Nope was a movie I wanted to know as little about before I went into it. Of course, I was going to see the latest Jordan Peele horror movie, especially after loving Get Out and being mildly pleased by Us. When the initial teaser trailer dropped, I was sold. I didn’t need to see any more. And yet, the trailers kept coming out and revealing more and more of the plot. And my interest began to dwindle.
As I watched Nope, I wondered if my enjoyment of it was being hampered by knowing too much about it. I was undoubtedly enjoying myself, but it felt like I would have liked it more if I didn’t know what the main goal of the plot was. By the time the credits rolled, I can safely say the trailers don’t give away the game entirely, but the shocking moments weren’t as shocking as they could have been.
That being said, Nope hits more than it misses, delivering a solid summer blockbuster that anyone can get behind.
Director: Jordan Peele
Release Date: July 22, 2022
OJ (Daniel Kaluuya) is a horse rancher in California working for his dad (Keith David). After his dad is killed by mysterious falling debris and is unable to have their horses hired for film shoots, OJ is forced to start selling horses to a local theme park owner Jupe (Steven Yeun). His sister Em (Keke Palmer), wants the ranch to be sold because she feels nothing towards it and only visits to tie a few loose ends, but both siblings start to experience strange things at the ranch. Horses are being startled/mysteriously taken and the electricity fluctuates wildly, with both siblings discovering this is the result of a nearby UFO. So the pair decide to document the UFO and profit off of the discovery of a century… if they can even photograph the damn thing.
I like the overall simplicity of the plot. Everything about Nope feels like an honest-to-goodness, back-to-basics approach for Peele. There aren’t any complex allegories present here that define the movie. It’s a simple story about two siblings trying to document a UFO and not die in the process. There are a lot of great moments that lend themselves to horror, but it’s more of a thriller at times with several intense scenes. In fact, a lot of the movie line sup more with films like Jaws and Tremors than Get Out or Us.
Daniel Kaluuya does a great job at giving a very understated performance. He feels like a perfect realist audience surrogate. When he sees the insanity unfold around him and dangerous scenes start to present themselves, he just doesn’t engage, usually to hilarious results. His subdued nature made him a perfect foil to Keke’s Palmer’s more energetic character, who felt a bit more cartoony at times, but still had an infectious energy. Together, they have a great dynamic that allows them to play off each other and the people they come across in brilliant little moments.
And that’s really where Nope shines best. There are individual scenes that are great throughout the film, whether they’re due to some excellent cinematography, dripping tension, horrific imagery, or little character moments. There are plenty of these watercooler moments that people will talk about after seeing the film because of the sheer spectacle of it, and it’s going to occupy a lot of my headspace when I talk about stunning film moments of 2022.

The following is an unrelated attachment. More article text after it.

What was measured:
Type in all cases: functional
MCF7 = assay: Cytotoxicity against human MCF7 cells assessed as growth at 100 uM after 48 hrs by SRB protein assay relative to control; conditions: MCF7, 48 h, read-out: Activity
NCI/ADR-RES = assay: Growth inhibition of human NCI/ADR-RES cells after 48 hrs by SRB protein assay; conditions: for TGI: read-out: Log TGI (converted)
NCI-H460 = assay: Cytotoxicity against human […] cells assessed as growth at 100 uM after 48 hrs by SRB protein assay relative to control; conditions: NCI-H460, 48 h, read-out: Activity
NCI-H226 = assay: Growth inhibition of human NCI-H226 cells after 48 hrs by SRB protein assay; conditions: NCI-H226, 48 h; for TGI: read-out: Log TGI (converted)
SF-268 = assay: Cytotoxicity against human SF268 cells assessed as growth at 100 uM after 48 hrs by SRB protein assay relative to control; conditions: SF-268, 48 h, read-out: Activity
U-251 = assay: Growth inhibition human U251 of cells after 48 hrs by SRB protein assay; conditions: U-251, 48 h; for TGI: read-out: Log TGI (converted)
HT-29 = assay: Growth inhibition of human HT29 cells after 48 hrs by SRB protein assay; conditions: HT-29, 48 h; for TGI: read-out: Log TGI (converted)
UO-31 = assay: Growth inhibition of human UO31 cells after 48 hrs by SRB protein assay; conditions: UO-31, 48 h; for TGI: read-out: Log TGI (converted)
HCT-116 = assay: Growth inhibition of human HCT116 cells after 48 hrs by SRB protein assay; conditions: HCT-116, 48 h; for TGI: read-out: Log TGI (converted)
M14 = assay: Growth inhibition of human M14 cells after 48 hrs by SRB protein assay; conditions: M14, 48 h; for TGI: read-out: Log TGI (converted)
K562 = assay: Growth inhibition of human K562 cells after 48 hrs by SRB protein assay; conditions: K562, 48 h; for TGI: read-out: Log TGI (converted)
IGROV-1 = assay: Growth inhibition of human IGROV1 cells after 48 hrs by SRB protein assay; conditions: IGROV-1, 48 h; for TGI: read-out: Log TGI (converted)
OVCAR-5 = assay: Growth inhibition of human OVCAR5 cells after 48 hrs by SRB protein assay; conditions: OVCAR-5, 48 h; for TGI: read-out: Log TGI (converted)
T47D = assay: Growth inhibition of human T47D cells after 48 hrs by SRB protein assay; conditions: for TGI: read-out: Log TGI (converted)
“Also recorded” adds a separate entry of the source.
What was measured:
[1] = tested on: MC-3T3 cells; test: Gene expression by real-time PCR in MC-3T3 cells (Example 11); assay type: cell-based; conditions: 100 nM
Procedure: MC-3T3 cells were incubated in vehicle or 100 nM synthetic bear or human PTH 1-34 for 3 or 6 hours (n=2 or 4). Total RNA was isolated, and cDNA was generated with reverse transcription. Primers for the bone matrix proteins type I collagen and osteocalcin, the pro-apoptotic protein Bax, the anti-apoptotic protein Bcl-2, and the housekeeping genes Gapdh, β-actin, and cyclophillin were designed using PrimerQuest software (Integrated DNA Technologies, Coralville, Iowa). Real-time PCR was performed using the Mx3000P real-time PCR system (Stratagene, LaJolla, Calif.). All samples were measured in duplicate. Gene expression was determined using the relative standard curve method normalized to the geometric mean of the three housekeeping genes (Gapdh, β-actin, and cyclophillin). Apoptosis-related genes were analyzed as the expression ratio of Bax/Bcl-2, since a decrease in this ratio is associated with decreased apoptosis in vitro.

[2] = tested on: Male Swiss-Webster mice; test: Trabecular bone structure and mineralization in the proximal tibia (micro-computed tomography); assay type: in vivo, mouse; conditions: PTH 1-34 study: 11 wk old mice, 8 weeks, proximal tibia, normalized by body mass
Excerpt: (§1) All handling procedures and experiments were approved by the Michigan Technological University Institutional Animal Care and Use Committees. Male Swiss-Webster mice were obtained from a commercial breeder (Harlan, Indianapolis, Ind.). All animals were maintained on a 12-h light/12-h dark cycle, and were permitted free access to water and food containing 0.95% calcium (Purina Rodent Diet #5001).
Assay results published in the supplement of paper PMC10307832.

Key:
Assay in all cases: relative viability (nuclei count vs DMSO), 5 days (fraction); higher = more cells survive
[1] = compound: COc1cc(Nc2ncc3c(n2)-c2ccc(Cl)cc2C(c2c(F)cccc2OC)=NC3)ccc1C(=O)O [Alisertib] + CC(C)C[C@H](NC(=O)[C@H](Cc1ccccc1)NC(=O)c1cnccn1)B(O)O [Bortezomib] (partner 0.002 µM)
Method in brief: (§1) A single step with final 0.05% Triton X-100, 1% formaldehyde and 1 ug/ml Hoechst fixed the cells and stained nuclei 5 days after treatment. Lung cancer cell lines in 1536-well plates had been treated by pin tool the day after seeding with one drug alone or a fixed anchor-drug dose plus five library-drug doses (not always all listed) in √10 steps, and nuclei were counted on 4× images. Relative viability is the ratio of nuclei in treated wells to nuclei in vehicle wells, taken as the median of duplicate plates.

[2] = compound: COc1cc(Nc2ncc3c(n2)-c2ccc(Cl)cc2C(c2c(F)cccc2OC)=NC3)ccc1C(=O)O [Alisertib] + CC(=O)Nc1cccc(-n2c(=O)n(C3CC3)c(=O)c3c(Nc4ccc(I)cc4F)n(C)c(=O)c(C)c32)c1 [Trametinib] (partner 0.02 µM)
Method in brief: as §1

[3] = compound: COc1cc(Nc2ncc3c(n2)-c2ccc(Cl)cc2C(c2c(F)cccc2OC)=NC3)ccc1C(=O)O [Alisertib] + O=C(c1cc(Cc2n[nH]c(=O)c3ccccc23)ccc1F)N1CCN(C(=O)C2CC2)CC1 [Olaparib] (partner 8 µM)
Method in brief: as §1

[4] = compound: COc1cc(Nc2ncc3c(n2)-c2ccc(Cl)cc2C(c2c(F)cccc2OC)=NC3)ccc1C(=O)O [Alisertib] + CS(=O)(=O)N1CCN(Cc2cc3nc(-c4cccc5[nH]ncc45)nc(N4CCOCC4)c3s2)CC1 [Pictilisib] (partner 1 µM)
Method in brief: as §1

That being said, a fair bit of the movie felt meandering. Steven Yeun’s character has this interesting backstory that you think is going to factor into a lot of his modern-day actions, but they don’t. His scenes are the ones where I feel like there’s a deeper meaning to them, but it’s not clear what the purpose was. If it was a commentary on child stardom, it wasn’t very clear what the point of it was and it ultimately results in nothing significant. Leading off with one of his flashbacks sets an odd expectation for the film that never really comes back for the UFO plot.
I already took issue with the marketing of the film in how much it reveals, but the movie seemed to feed into that with a lot of moments that felt like they only existed for the trailer. When there is a facially scarred woman creeping around and looking up into the sky in a trailer, it piques your interest. In the movie, she has no lines, only appears in one scene, and her purpose seems to only be for trailer footage. That’s a problem that the movie has a fair bit of. So much of the really striking imagery serves no purpose other than to be edited into a trailer to make the movie look more ambitious than it actually is.
For the record, I have no issues with Nope’s lack of ambition. It tells the story it wants to tell, and that’s that. If I did have a genuine issue, it would be that the climax drags as OJ, Em, and their little crew finally attempt to film the UFO. It just seemed to go on for far too long, and if it was a bit leaner, the movie would have certainly benefitted from it. As it stands, the movie is a little over two hours and begins to overstay its welcome towards the end. The rest of it was paced very well, including the meaningless flashbacks. Sure they were meaningless, but they still infused Nope with some of its most chilling imagery.
By all accounts, Nope is a very fun thriller with a solid cast and equally entertaining moments almost because it doesn’t have any deep social commentary it’s trying to make. If you’re going into it expecting something like his previous films, you’re going to be disappointed, but you’ll still come around to liking it. You may not love it, since its diversions serve more as distractions than anything else, but you’ll come out pleased and ready to tell others that they should check it out. It’s the perfect thriller to see on a hot summer day with a group of friends.